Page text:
Clergy Corner : Surrender yourself to God and let the Spirit work through you

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Rabbi Erick Peretz.

■ Erick Peretz / Contributed

Instead of regarding the Bible as a “Book of Answers” for our questions, it is worthwhile to think of it as a “Book of Questions” for our answers. As we listen, God questions us so that we can know him by means of the dialogue within our hearts.
As a good teacher knows, when a student earnestly wrestles with a question, he learns more than if he were given a straightforward answer. Similarly, the Lord gives us permission to be without answers so that we will be free to seek, to struggle, and to “own” what we understand through our relationship with him. This allows our learning to be real, substantive, and born from the urgency of our own inner need.
Indeed, God’s first question to man is always, ayekah: “Where are you?” (Genesis 3:9), which appeals for us to acknowledge how we hide from the truth. “Where are you?” is the poignant call of the Seeking Father for his lost child, and the question becomes “our own” when we are willing to examine how we’ve come to this place in our lives. God’s question to our heart is meant to lead us out of hiding to respond to His loving call.
The word “teshuvah” is often translated as “repentance” in English, though it’s more accurately understood as turning back (shuv) to God. In Modern Hebrew, teshuvah means an “answer” to a shelah or a question. God’s love for us is the question, and our teshuvah, our turning of the heart toward him is the answer.
Ultimately, teshuvah means surrendering your life to God – that is, abandoning yourself to his care. This is a place of rest, trust, and peace that allows the Spirit of God to work through you (Zechariah 4:6). Here you can let go of your need to control, and allow others to be what they are without making demands. As you let go in trust, you find comfort in God’s sheltering presence. The love you have been searching for does not come by striving to be religious, but by opening your heart to receive God’s eternal promise.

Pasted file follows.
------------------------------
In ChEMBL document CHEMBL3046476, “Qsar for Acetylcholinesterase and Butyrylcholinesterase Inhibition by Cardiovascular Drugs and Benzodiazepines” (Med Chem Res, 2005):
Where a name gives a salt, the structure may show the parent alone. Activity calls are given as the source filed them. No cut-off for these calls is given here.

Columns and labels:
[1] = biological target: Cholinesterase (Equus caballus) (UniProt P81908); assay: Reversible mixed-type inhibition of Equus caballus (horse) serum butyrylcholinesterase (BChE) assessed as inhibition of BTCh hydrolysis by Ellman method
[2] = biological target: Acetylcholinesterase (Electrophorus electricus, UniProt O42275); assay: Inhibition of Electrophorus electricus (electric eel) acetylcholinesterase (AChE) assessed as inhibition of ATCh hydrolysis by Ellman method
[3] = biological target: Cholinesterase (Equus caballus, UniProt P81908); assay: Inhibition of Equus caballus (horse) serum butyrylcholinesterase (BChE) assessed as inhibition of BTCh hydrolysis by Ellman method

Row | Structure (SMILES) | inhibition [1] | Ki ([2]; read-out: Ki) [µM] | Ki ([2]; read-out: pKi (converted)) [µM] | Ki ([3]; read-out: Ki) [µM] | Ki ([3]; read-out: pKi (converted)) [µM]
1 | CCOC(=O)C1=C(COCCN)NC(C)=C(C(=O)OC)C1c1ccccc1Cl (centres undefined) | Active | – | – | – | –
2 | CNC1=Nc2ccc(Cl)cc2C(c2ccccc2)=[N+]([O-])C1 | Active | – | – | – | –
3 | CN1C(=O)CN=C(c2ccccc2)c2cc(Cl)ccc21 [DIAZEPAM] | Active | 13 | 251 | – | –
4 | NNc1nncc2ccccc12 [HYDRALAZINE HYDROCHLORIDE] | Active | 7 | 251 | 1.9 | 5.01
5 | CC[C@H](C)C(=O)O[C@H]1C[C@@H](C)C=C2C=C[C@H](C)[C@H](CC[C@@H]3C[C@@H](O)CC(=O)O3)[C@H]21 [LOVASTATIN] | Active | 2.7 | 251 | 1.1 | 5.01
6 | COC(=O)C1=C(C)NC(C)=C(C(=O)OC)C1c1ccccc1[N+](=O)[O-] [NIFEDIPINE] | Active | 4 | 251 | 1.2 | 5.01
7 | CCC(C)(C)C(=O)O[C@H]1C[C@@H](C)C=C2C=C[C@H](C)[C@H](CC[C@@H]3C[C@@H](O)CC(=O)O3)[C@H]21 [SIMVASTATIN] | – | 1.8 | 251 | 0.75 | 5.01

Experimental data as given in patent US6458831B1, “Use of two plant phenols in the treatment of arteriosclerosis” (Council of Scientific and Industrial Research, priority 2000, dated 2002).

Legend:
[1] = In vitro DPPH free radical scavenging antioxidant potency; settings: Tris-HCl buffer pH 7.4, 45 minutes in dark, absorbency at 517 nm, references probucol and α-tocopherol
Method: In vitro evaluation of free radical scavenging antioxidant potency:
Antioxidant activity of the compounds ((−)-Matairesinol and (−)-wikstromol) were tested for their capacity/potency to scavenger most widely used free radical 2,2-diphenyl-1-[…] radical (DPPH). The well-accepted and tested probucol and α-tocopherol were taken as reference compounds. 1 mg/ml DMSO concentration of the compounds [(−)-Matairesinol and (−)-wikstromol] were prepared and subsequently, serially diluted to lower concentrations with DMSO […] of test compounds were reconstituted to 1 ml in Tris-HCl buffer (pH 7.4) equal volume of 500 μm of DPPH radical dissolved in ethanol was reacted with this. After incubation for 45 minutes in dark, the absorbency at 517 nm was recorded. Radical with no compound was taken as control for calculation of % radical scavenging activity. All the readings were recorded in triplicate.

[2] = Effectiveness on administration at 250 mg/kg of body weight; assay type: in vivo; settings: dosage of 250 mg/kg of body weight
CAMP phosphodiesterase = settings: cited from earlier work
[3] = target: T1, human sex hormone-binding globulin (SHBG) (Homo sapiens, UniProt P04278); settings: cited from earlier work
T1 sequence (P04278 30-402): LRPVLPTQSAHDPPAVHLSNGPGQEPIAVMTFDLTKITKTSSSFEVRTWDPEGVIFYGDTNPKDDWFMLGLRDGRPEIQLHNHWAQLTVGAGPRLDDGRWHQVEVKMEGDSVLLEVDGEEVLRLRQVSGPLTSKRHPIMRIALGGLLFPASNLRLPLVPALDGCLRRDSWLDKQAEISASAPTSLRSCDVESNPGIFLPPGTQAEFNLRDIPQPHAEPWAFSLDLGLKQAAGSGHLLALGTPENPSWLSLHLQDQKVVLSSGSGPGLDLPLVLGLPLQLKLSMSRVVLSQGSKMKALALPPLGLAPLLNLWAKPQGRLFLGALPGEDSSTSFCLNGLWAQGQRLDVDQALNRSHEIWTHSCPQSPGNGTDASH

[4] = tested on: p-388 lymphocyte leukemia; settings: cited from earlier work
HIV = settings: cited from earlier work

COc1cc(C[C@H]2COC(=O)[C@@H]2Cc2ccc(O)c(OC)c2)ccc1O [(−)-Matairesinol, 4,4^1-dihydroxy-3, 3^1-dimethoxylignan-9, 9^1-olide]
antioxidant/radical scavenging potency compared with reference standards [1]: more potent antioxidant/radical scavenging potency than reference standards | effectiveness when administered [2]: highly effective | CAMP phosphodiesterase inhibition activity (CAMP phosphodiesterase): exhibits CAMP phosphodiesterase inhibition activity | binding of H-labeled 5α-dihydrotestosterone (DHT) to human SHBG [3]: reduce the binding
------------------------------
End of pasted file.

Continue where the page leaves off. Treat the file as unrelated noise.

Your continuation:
Prayer is essentially a response to God’s call for us, a kind of teshuvah or turning (shuv) to God. God’s love for us is the question, and our turning of the heart toward him is the answer. It is not about finding the right words: “When you pray, rather let thy heart be without words than thy words be without heart.” Inwardly bow in awe before the throne of grace. Keep praying until you are able to let go and trust God’s heart.
As the last month of the Jewish year, Elul is a season of introspection and teshuvah (repentance) whereby we seek to turn our hearts to God and to attune ourselves to what is most important. This is not a trivial task but requires courage and the willingness to be honest with ourselves. All of us have unhealed parts, “hidden faults” of which we are not fully aware. Therefore King David prayed, “Who can discern his errors? Cleanse me from secret faults” (Psalm 19:12). We are cleansed by confession, that is, by looking within our hearts to uncover deeper motivations.
If we are honest with ourselves we may discover, for example, that we are angry or fearful people, despite how we otherwise wish to regard ourselves. If you find yourself unable to let something go, for instance, some pain or failure of the past, remind yourself that you must do so if you want to move on with your life. Focusing on how things could have been different is to be enslaved to the past. The goal of teshuvah (repentance) is to turn us back to God for life, but to do this, we must be willing to let go of what makes us sick.

Rabbi Erick Peretz serves as associate rabbi of Simchat Yeshua, A Jewish Messianic Congregation located at 2585 S. San Jacinto Ave. in San Jacinto. Call 951-440-0557 for more information and service times.

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